Skip to content

Trump Appears to Confirm Report He Gave Russians Classified Info

After partial denials from aides, president claims ‘absolute right’ to share data

President Donald Trump concludes his remarks at the 36th annual National Peace Officers' Memorial Service at the Capitol on Monday. (Win McNamee/Getty Images)
President Donald Trump concludes his remarks at the 36th annual National Peace Officers' Memorial Service at the Capitol on Monday. (Win McNamee/Getty Images)

President Donald Trump appeared to confirm a report that he discussed highly classified information with senior Russian officials last week, contradicting some of his top aides while claiming an “absolute right” to do so.

Around 7 p.m. Monday, the president dispatched National Security Adviser H.R. McMaster to partially deny a Washington Post report that he revealed highly classified information about Islamic State plot involving laptop computers and passenger airliners gleaned by a U.S. ally to senior Russian officials. McMaster told reporters the article “as it came out tonight, is false.” He said no intelligence sources or methods were disclosed — something not alleged in the Post article.

But 12 hours later, a Trump tweet not only confirmed the report, but the president appeared to boast about sharing information that the country that provided it to U.S. intelligence officials had asked not be widely discussed.

Trump’s first tweet vacillated from saying he was trying to “share with Russia” then pointing out the meeting with the Russian officials was on his public schedule and ending with his declaration that he has “the absolute right to do” it. (On the latter, sitting presidents do have the legal authority to instantly declassify just about anything.)

In a follow-on tweet, the president wrote he revealed the “codeword-only” classified data out of his own concerns about “terrorism and airline flight safety. Humanitarian reasons, plus I want Russia to greatly step up their fight against ISIS & terrorism.”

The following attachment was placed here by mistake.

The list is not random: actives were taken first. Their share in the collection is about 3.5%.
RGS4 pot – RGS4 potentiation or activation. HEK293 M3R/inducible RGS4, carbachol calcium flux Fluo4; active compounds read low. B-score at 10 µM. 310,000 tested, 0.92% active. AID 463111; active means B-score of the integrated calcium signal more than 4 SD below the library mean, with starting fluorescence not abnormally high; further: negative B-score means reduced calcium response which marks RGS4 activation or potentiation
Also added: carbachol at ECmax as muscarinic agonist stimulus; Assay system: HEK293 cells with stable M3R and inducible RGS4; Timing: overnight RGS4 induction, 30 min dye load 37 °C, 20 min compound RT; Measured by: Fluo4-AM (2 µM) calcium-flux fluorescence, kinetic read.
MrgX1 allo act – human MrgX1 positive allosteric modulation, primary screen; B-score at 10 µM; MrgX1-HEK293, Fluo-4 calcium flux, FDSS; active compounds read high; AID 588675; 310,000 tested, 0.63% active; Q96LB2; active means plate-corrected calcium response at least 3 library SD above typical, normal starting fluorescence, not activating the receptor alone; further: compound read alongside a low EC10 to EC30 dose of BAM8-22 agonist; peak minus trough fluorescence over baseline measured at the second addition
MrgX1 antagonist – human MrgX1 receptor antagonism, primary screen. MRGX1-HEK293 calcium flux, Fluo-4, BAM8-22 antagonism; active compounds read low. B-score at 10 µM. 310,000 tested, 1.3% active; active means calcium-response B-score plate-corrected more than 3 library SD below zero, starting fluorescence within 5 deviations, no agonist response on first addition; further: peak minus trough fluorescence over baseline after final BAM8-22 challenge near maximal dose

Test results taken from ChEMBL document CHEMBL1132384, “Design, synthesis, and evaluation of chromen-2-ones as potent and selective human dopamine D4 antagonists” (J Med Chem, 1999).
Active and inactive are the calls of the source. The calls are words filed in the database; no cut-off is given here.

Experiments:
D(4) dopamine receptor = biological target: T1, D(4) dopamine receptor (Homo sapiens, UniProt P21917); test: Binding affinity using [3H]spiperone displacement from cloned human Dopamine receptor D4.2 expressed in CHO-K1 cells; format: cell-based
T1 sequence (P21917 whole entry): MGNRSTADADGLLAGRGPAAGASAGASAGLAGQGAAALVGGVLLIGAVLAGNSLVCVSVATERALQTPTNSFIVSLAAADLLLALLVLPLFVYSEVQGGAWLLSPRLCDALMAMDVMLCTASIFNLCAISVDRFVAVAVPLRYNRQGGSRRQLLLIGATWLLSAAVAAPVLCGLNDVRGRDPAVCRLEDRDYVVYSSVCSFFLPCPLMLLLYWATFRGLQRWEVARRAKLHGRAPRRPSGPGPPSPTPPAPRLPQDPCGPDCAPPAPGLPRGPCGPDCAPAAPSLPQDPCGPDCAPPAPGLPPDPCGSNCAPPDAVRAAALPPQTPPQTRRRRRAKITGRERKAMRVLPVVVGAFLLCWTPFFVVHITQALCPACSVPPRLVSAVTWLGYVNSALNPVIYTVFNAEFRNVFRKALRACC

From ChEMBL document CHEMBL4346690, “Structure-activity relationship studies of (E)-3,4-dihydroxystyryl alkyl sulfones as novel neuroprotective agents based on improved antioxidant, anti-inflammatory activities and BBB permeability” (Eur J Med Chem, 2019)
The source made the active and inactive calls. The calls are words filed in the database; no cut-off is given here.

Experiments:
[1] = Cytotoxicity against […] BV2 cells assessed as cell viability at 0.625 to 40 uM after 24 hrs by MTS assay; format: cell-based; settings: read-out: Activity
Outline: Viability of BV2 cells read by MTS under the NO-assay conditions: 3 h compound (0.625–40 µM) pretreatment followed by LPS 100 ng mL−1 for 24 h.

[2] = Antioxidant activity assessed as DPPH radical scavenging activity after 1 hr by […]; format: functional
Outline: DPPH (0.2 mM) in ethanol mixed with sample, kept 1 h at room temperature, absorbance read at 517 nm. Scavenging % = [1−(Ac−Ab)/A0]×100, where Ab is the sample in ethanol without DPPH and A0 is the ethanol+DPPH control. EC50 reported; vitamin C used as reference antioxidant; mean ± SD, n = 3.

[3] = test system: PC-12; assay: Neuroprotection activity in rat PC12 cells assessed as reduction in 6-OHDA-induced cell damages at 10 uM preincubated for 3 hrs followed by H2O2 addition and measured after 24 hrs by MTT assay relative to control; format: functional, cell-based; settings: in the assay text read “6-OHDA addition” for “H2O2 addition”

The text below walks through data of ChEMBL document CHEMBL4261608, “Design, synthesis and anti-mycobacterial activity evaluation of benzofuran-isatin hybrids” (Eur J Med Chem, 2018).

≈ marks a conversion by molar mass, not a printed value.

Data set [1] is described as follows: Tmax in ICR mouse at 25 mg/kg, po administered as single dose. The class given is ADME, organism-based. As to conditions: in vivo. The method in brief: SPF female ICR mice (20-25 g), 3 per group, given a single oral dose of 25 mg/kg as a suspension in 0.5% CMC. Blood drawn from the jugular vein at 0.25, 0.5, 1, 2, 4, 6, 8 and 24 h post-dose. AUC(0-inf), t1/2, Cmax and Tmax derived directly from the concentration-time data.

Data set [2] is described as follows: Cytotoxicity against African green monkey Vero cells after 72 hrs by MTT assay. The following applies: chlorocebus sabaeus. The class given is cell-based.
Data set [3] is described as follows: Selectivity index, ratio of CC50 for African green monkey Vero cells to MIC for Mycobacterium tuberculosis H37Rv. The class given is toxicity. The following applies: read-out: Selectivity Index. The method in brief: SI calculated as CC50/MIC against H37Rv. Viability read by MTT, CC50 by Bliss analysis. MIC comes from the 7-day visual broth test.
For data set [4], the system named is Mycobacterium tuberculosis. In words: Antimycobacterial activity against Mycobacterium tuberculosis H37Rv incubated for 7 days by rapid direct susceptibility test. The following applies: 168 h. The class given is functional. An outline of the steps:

Trump not only appeared to contradict McMaster, but the three-star general’s deputy.

“This story is false. The president only discussed the common threats that both countries faced,” Dina Powell, deputy national security adviser for strategy, who also attended the Oval Office meeting with the Russian officials, said in a statement.

Parsing the White House officials’ Monday evening statements seem to suggest they both were partial denials that left the door open to some kind of conversation about sensitive matters. Still, the White House moved quickly to pour cold water on the Post article and paint it as inaccurate. Trump did the opposite on Tuesday morning.

Most Republicans took a cautious approach Monday evening when asked about the then-fresh Post report, which quickly was confirmed by the New York Times.

But one, Senate Foreign Relations Chairman Bob Corker told reporters if the report is true “that would be very, very troubling.”

“To compromise a source is something that you just don’t do,” the Tennessee senator said, “and that’s why we keep the information that we get from intelligence sources so close as to prevent that from happening.”

[Senators React With Alarm, Caution to Report That Trump Revealed Classified Info]

Many Democrats criticized Trump’s handling of classified information, a topic on which he and his campaign surrogates skewered Democratic presidential nominee Hillary Clinton amid chants of “lock her up” by supports at rally after rally — even the 2016 Republican National Convention.

“I think a line was crossed,” House Intelligence Committee member Eric Swalwell, D-Calif., said Tuesday morning on MSNBC.

“The cost of this president’s ties to Russia is becoming our national security. We cannot afford that,” Swalwell said. “People have a pretty easy time understanding why the president [should] not be disclosing classified information to an adversary.”

He also questioned why — with all the Russia-based allegations swirling around the president — the Russian officials were invited to the White House. Swalwell said Trump’s tweets appear to show what some “feared all along — that Donald Trump would say something” to an adversary or even Russian officials “that’s not in line with U.S. policy.”

Swalwell also said White House and Cabinet officials for the second time in a week are “being undercut by the president’s words.”

Last Thursday, Trump told NBC News that he was thinking about the FBI’s investigation of Russian election meddling and possible nefarious ties to his campaign when he fired its director, James Comey. His top aides had spent the previous two days denying that.

Recent Stories

Capitol Ink | Supreme sausage

Peters pitches AI legislation as model for private sector

Capitol Lens | Show chopper

After a ‘rough’ start, Sen. Fetterman opens up about his mental health journey

Supreme Court enters crunch time for term loaded with big issues

Biden shifts from defending his record to warning about Trump